A proposal is made by a bunch of bureaucrats commissioned by I believe the previous federal government to propose something.
    doesn't mean the proposal will see the time of day, much like many ludicrous proposals.
  12. i'd love to see a lower toll on the tulla when coming back from the airport at 10pm on sunday night, compared to the jokers who want to use it at 8:30 on monday morning.
  13. Good article in The Age recently...

    ...To put it simply, people like having a car. For most Australians, owning a car means having the freedom to travel wherever you want, whenever you want — just ask any giddy teenager with their newly acquired driver's licence.

    The urban historian Graeme Davidson describes how the automobile was a major impetus behind postwar gender equality in Australia, as women recognised that the freedom to drive also meant the freedom to do a lot more things. And, for a young person, owning a car — or even just being able to borrow their parents' car — has long represented a degree of personal autonomy.

    No matter how many billions the Victorian Government spends on public transport, it will never be able to challenge the independence provided by an automobile....

  14. The bit that effectively kills the idea, or rather, kills its credibility is this:

    We were supposed to see a lot of these taxes removed when the GST was introduced. Do you really expect any state government to forgo any of the above?

    People whinge and biatch now about stamp duty, and how GST or stamp duty is levied on each other (I forget which) and effectively having a tax on a tax. Yet no government has done anything about it.

    The crime in all this is where the toll roads were built, no rail system was built in tandem. For example Transurban has a contract with the state government one of the conditions of which ban any rail system being built along the Citylink corridor, particularly out to Melbourne Airport.
  15. If it's a government ploy, why is the suggestion coming from a motoring organisation?
  16. That's naive, Rob. While I have my doubts that they are behind this particular proposal, it's pretty much standard state government strategy nowadays to enlist some other organisation to "push" a particular idea for them, so they can be seen as simply "responding" to community demand. Motoring/insurance organisations are far from immune to this kind of deal-making.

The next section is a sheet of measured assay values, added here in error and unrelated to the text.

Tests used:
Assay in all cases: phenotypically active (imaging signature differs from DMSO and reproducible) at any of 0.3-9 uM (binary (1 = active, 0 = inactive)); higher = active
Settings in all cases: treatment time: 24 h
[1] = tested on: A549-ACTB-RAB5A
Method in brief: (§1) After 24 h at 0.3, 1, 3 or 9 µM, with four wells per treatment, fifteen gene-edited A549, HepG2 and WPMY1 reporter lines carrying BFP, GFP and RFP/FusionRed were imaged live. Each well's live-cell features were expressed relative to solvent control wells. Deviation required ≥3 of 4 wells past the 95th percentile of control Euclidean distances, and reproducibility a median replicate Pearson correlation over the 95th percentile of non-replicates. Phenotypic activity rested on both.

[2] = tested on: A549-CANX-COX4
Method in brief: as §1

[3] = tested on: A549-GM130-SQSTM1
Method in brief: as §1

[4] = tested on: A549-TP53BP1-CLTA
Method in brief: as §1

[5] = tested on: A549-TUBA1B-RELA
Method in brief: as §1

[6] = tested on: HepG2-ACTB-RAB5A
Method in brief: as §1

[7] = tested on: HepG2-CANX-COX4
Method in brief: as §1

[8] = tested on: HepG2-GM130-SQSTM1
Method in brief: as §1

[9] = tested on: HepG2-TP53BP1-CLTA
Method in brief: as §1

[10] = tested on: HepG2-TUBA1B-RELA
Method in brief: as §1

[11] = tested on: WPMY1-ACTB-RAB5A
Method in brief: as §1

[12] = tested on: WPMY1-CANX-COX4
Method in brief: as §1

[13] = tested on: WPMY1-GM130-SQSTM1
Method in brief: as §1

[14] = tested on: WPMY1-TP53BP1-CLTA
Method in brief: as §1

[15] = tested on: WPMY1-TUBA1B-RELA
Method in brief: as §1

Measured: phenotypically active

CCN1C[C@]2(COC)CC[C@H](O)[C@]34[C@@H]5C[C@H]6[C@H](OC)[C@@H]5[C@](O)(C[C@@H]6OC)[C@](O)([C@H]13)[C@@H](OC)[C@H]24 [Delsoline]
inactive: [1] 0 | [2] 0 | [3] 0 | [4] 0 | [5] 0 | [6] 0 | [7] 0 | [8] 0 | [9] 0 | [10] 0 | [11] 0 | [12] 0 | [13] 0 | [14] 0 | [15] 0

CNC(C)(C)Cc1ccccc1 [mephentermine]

I can't see this one getting up, given the government's refusal to commit to expanding the public transport system. It's already at bursting point and nobody can afford to be seen to be spending big in the current economic circumstances.
  17. It was a Dorothy Dixxer Titus.

    Now the idea that the motoring organisations are in the government pocket is on the table...

    Personally, I find the idea that all 8 have been corrupted is a bit hard to believe...

    But still, take the prima facie case, a motoring organisation is putting this idea forward, how does it align with their motoring goals?
  18. Just to chuck in another point to ponder....

    When the congestion charge was introduced in central London, bikes were exempt. As a result, powered two wheeler use in the capital rose an estimated 20%.

    But better still, PTW crashes went down 20% too. I assume that this was due to a combination of fewer cars on the roads and more drivers who know riders (who have been shown in various studies to be more aware of PTWs even if they don't ride themselves).

    I can't remember if the crash reduction was in the rate or in the absolute figure, but either is impressive.

    Neither result would be a bad thing for motorcyclists.
  19. Yes guys - here is the most valid point - if a congestion charge is introduced - we riders won't have to pay. And it will make the roads safer for us.

    If we were serious - then maybe we should be arguing for the introduction of this charge.

    While the FNP issue is still on the agenda - I know that what they really plan is to insert a chip inside our headlights or something similar. Its not too hard and is technically feasible....

    To most of us FNP is all about revenue raising and speeding. If this is introduced its going to affect the entire population.

    If introduced the cost of introduction will be "user pays" - for every vehicle owner - PTW and otherwise.

    The question we need to answer - and quickly - is does it benefit us? I can see that there is a positive and a negative here. But, which way should we swing.....???